Finding Grace

A few weeks ago, I was away filming in this beautiful old building. While waiting for the crew to reset I got chatting to Ruth, one of our supporting artists who quietly told me there was a family in the room watching us. 

We were in bonnie Scotland

“You mean….?” I said, stunned and she nodded sagely.

Given my total inability to watch scary movies, I took the news that a family of ghosts was keeping an eye on us, pretty well. In fact, I was intrigued. 

But before I could ask more, we were back filming. Later, before she left, Ruth asked me, “Who’s Grace?” The name didn’t ring any bells. 

‘Well, she’s watching over you.’

Even though I hadn’t a clue who Grace was, the thought of her spectral arms around me put a lump in my throat. 

That evening I eagerly whatsapped my mum, expecting to discover that Grace was one of my long-since deceased grandmothers or some other relative watching me from above. My mum’s reply quickly dispelled that. 

“No. Don’t know any Grace. Can you help me with my computer. Xx”

But thoughts of Grace kept tugging at my sleeve as the job came to an end. 

It had been a great gig and I was going to really miss my lovely cast mates. I was moved by how kind my colleagues were to each other. We’d met as strangers but over our seven weeks together, birthdays were lovingly marked, support given, advice shared and many laughs had. It was heart-warming to witness but also created a sense of unease as I noticed things about myself. The sweet-naturedness around me put, in stark contrast, the parts of myself that are impatience, judgmental and full of complaint and righteousness.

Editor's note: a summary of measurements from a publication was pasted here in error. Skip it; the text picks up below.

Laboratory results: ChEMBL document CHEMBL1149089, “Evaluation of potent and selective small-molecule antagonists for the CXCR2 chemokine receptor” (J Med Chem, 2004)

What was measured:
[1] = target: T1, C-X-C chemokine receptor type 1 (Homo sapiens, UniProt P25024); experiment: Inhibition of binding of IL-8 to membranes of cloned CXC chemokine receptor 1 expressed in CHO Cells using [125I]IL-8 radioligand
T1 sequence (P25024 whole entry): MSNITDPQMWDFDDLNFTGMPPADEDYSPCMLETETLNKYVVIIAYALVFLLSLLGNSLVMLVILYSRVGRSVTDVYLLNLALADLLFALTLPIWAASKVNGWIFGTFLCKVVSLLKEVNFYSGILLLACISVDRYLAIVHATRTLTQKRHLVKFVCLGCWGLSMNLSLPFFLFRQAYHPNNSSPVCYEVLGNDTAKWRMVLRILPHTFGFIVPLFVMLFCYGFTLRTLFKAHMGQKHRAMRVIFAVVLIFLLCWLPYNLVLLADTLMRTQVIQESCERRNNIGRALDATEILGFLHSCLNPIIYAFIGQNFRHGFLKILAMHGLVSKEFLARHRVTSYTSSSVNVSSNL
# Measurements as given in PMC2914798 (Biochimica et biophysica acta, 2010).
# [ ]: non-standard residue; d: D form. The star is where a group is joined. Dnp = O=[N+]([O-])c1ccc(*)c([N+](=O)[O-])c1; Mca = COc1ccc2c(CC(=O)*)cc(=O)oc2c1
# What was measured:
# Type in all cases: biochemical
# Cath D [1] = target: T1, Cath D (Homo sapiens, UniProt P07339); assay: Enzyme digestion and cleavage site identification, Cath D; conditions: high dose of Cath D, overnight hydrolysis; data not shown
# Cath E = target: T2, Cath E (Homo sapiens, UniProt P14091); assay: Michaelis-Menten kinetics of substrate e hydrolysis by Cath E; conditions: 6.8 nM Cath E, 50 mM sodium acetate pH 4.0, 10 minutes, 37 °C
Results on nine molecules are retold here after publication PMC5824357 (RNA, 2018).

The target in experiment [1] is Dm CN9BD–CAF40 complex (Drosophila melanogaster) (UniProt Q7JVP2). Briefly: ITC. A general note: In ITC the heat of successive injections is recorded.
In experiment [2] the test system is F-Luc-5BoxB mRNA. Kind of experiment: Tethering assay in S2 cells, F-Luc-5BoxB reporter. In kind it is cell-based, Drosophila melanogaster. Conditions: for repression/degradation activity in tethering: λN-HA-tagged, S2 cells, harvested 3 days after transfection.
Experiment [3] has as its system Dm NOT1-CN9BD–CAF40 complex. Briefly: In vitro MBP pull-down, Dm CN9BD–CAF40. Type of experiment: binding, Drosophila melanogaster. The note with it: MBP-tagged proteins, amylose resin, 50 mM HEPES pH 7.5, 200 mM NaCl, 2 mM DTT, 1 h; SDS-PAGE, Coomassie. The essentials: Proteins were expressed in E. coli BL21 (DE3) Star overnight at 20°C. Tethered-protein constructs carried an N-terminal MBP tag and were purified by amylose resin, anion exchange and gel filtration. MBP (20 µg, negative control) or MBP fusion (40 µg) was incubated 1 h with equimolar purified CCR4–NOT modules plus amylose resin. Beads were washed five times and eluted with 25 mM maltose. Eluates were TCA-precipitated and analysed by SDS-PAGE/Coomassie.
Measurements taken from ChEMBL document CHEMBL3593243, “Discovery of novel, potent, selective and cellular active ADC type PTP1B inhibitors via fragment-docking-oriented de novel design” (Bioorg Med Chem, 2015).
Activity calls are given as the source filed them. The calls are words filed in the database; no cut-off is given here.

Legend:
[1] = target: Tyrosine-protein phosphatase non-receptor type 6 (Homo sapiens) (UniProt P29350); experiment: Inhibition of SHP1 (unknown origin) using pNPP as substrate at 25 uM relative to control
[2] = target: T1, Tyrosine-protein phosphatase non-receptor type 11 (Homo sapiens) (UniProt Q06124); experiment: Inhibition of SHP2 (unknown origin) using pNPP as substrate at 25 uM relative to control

And I realised, there’s another word for this kindheartedness I was observing – grace. I wasn’t entirely sure of its definition. I just knew it was what I was seeing and what I was not practicing when in those less savoury headspaces. 

I’m sure we all have our own understanding but for me, Grace is things like, the ability to be kind even in the face of unkindness. It’s knowing when to speak up or let things be, the patience to explain things or lovingly modify your speaking so others can understand. 

It’s the compassion to withhold judgement, the wisdom to not participate in gossip, to be responsible for your words even in disagreement. It’s the big-heartedness to be compassionate in your correction of others and the space to meet success and good fortune with humility. Grace is really about being present and coming from love, about honesty, integrity and generosity. 

I began to wonder, when Ruth, that lovely supporting artist had asked me about Grace was she talking about a person or a state of being? Was the Grace watching over me something more ephemeral, an energy, perhaps even an invitation for me to inhabit the spirit of Grace?

Over the subsequent weeks, as I’ve consider this, the more I’ve become aware of where I fall short. Where I could be kinder, wiser and more generous of spirit and where I’d like to do better for no other reason than what else am I going to do while I’m on this Earth?    

There is an ungracious one in all of us. One that was hurt, can be petty, small minded, unfair and unkind. So perhaps the most gracious place to start, is taking care of that one any which way we can.

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